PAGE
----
However, I do prefer plain white to anything else. I know the printed design tops are very popular right now and some nurses as well as patients enjoy them, but I've always felt goofy wearing a scrub top with cartoon characters, balloons, happy toothbrushes and what have you. The way I see it, doctors, X-ray technicians, physical therapists and everyone else wears solid color, professional-looking attire, so why should the nurse dress like a clown? Just my opinion - if someone else enjoys wearing the bright tops, more power to her/him!
Apr 26, '01Greetings,
What cap? During our capping ceremony I was not given a cap or the ribons. Very disappointed I would not wear it but I would put it on the shelf with my diploma! I do however wear my pin with pride and if I had recieved a cap you can bet your bottom dollar I would wear it the next time I wore White panty hose!
I did not observe the reqiured Live birth either during OB/GYN clinicals! So I have come to terms with what happened back then 12 years ago and Work to change it for the next generation of males who are called to do this work!
LMAOROTG I am male!
Visit my web site at <A HREF="http://www.geocities.com/4birthing" TARGET=_blank>http://www.geocities.com/4birthing
</A>Have a Blessed and Peaceful Day,
Mar 15, '03I wear my cap everyday with starched white dress and hoes with white shoes and my pin. There is not a day that goes by that a patient or family member does not comment on my cap and how professional it looks. In my day, you worked hard for you cap and pin and were proud of them. Some of the young nurses that I work with say things like "nursing caps are degrading to women" or "they are too old fashioned" or "they are not practical".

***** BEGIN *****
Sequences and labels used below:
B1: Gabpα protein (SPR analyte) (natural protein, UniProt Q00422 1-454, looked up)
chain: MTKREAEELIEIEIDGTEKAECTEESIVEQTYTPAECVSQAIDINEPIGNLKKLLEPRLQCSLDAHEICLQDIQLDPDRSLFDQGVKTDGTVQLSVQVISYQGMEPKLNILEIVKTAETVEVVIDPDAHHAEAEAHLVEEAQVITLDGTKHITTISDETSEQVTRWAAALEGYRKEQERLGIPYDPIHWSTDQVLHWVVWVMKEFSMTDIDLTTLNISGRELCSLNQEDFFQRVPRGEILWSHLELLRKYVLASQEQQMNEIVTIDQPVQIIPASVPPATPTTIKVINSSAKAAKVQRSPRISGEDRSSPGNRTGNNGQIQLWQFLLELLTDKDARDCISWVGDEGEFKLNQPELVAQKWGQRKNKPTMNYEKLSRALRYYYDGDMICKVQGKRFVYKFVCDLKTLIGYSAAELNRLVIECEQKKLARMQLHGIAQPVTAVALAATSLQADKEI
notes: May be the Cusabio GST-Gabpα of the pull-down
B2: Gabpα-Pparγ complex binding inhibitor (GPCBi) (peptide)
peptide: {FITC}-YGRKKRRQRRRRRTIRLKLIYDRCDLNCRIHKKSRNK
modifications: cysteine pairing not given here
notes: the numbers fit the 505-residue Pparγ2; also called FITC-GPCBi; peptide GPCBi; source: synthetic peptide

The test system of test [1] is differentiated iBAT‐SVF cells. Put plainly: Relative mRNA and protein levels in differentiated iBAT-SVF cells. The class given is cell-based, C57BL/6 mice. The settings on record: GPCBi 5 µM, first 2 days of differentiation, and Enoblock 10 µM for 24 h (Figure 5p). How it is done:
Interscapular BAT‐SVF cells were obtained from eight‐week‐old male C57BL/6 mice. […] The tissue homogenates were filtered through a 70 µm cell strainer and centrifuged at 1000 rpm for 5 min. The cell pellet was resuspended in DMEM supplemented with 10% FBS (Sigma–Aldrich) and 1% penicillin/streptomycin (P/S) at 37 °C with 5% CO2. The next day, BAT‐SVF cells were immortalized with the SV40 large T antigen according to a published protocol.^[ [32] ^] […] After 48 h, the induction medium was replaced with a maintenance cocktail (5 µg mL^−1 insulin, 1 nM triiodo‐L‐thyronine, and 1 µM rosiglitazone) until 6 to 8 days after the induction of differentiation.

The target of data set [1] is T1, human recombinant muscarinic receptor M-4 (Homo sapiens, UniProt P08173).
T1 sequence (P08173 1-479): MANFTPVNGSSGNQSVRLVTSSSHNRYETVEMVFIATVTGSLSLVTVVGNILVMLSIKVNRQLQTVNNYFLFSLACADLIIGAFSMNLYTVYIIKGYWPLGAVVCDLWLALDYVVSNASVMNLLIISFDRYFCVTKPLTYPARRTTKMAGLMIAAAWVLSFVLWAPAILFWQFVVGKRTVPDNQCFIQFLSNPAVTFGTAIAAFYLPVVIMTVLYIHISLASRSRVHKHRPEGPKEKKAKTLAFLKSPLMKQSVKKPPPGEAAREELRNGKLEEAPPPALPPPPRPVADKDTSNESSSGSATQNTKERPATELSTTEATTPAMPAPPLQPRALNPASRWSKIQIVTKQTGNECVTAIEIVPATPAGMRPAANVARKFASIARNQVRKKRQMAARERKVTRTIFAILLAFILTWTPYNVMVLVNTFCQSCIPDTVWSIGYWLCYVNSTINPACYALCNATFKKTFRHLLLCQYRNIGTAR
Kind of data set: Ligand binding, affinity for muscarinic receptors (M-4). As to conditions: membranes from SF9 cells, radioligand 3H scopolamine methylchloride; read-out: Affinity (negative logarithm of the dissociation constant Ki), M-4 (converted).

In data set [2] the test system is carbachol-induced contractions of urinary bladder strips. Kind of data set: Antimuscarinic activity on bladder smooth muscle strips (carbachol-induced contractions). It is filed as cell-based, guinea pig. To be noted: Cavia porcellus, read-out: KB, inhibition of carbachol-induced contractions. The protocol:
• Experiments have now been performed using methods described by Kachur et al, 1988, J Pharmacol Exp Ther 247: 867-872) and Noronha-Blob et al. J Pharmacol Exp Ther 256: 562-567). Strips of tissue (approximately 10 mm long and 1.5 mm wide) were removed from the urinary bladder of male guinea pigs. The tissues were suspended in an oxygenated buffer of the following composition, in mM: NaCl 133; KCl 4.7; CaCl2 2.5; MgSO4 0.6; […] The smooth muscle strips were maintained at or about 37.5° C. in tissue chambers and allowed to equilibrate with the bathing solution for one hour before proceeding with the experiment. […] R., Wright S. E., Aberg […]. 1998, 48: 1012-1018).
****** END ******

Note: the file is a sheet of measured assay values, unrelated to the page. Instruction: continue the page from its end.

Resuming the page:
Old fashioned, sure, but so is home made lemonade on a hot day. Dosen't mean its bad. Degrading to women? Not to me, its a symbol of something that I always dreamed about as a little girl and worked hard for. Not practical? I've worked in ICU for over 35 years of my over 45 year career and its never gotten in the way.
I'm not advocating that everyone wear caps, I'm just saying that people should no be critical of us who do for we have good reasons. At least in my day people knew who the nurses were. My hospital tried a color coding system once where RNs wore blue and LPNs wore light blue with NAs in cranberry and houskeeping in purple and unit clerks in teal. Family members and patients didn't know who was who, but NOBODY mistook me for anything but a nurse.
Mar 15, '03I was very proud when I was "capped" and quite mortified when the damn thing fell off into the sterile field in the ED. Haven't worn one since.
Mar 15, '03At my school, we were not allowed to have caps or even pins.
Our director said to me "Caps and pins are symbols of nurses as service workers. WE are trying for a more professional, academic image."
I told her "We don't have to throw out the baby with the bath water. We can keep our traditions and still be professional."
But we were denied caps and pins. I would have loved to have them.
Mar 15, '03I received a cap at 6 months of school, and a stripe at the beginning of my senior year. My pin was awarded at graduation, and these are so very valuable. However, when Florence (Nightengale) and I graduated, I went to work in LD and in that hospital, nurses were expected to wear a cap in the labor room and a scrub TURBAN in the delivery room (I'm telling my age, but good!) After a busy shift, my arms were falling off, just changing head covering!
Love caps, but never wear mine. :hatparty:Last edit by judy ann on Mar 15, '03